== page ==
We were anxious about paddling without a guide. But the fine, mostly low-wind conditions, we experienced for our two-day there-and-back trip meant our fears were unfounded.
The highlight of day one was paddling about 900m away from the mainland – it felt like an oceanic voyage – to Adele Island to hear seals barking and watch them lumbering around their rocky colony.
The low point of day one was trying to find the elusive tunnel through Yellow Point. The R & R safety-briefing chap had explained how to find it but, when we failed, we surmised a plot for them to keep it as a secret “Spot X” for their guided clients.
Turned out we just hadn’t looked properly, as later that day, out on the water, we met another helpful R & R guy with more directions.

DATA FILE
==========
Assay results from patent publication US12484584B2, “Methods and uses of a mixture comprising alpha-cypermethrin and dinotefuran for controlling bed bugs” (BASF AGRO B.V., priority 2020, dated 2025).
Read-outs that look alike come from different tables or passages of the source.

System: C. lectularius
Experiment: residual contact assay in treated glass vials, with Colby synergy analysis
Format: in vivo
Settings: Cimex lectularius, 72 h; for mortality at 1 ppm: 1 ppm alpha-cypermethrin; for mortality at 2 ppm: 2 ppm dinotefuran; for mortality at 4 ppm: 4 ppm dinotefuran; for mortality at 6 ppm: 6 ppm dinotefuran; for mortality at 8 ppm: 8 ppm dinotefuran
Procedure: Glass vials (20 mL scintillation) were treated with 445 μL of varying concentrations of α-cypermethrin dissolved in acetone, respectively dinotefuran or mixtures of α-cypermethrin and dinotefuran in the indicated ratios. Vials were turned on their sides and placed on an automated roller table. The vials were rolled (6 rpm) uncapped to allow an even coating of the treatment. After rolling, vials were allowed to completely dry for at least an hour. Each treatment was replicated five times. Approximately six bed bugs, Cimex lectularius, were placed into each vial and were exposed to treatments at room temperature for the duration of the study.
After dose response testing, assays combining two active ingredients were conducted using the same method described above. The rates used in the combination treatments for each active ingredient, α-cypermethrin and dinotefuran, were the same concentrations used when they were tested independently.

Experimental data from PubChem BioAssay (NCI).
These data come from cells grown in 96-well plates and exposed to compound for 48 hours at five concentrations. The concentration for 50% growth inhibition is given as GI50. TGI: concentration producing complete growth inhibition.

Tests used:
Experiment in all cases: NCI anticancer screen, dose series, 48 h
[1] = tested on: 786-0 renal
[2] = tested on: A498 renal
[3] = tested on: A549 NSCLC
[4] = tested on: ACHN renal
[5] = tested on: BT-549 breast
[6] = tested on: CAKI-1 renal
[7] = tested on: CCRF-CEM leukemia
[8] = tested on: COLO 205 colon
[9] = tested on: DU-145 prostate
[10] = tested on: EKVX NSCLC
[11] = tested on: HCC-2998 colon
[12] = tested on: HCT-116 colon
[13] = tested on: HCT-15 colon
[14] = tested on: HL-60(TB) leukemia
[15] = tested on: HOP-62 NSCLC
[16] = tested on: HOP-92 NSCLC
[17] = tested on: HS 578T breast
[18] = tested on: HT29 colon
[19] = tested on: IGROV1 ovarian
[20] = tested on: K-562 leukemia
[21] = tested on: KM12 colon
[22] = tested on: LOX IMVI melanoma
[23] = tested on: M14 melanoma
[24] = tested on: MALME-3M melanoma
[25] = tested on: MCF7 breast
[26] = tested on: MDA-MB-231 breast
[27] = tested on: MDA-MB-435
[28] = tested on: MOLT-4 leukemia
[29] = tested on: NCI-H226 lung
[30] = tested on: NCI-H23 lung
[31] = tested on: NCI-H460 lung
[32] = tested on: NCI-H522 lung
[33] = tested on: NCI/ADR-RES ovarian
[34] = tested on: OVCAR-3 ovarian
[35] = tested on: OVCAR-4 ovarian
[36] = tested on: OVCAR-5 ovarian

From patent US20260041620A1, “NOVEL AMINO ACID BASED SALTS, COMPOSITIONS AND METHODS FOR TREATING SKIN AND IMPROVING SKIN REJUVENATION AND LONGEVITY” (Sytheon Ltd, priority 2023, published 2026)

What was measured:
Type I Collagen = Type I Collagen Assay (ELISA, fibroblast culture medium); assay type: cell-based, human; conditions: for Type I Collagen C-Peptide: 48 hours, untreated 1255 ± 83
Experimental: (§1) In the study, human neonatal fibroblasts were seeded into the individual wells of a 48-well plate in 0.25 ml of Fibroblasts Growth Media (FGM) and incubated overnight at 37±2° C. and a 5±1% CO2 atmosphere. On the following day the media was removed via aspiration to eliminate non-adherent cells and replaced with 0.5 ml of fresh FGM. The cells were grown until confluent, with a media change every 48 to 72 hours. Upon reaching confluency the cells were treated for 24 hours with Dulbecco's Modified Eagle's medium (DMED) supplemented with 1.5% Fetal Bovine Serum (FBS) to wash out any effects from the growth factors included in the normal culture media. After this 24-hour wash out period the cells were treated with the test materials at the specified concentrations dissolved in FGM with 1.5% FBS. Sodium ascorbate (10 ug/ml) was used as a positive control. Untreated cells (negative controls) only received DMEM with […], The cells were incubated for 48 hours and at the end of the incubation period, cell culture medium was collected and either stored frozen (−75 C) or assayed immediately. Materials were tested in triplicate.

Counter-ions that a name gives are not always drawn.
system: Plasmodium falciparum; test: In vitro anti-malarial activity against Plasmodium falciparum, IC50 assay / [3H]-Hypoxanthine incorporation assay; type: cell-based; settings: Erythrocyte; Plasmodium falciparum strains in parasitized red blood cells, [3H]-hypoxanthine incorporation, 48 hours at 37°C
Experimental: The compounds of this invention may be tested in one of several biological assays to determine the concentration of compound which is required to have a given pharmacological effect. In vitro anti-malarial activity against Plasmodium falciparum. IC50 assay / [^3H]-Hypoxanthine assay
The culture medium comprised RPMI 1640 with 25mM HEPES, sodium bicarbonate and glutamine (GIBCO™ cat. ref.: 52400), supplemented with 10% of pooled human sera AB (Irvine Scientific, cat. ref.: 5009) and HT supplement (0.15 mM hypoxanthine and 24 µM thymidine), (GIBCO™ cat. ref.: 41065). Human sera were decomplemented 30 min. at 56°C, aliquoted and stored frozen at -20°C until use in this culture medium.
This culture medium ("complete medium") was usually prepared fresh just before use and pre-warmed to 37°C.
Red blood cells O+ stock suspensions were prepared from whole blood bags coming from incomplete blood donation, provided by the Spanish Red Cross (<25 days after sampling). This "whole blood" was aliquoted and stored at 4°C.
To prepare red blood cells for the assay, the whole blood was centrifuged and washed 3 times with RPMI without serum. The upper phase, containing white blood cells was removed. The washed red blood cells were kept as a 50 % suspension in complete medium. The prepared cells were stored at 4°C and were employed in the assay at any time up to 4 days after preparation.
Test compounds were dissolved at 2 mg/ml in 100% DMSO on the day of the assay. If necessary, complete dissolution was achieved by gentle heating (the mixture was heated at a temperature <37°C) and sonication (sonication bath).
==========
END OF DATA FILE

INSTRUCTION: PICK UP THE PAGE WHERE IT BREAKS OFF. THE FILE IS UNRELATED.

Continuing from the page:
So on day two, while paddling home, we had a second crack by scouring the rocky walls of Yellow Point’s south-western side.
First we found a large cavern, which was fun to float into, but it was not a tunnel. We probed a few metres further west, nosing into what looked like a tight cavern, only to see the proverbial light at the end. We’d found it!
I was worried about getting stuck, but the usually cautious Kaz was right into it, so into the darkness we drifted. Pushing by hand off the walls, we manoeuvred around a couple of bends towards the exit to pop out into the brilliance of a cloudless January day.
It was such an unusual experience, we had to paddle around the point and do it a second time.
By then, foremost on my mind was Mārahau’s vast expanse of low-tide sand, and the risk of having to drag our boat up it, so, with holy grail ticked off, we cracked on with the paddles to home base.